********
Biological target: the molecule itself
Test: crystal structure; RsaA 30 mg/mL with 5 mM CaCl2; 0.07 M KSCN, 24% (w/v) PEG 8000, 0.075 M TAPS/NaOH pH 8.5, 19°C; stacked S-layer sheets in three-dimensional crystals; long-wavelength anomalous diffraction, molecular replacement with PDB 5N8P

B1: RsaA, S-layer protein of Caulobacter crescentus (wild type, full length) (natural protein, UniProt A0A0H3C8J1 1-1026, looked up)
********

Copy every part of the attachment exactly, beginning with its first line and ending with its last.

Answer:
Biological target: the molecule itself
Test: crystal structure; RsaA 30 mg/mL with 5 mM CaCl2; 0.07 M KSCN, 24% (w/v) PEG 8000, 0.075 M TAPS/NaOH pH 8.5, 19°C; stacked S-layer sheets in three-dimensional crystals; long-wavelength anomalous diffraction, molecular replacement with PDB 5N8P

B1: RsaA, S-layer protein of Caulobacter crescentus (wild type, full length) (natural protein, UniProt A0A0H3C8J1 1-1026, looked up)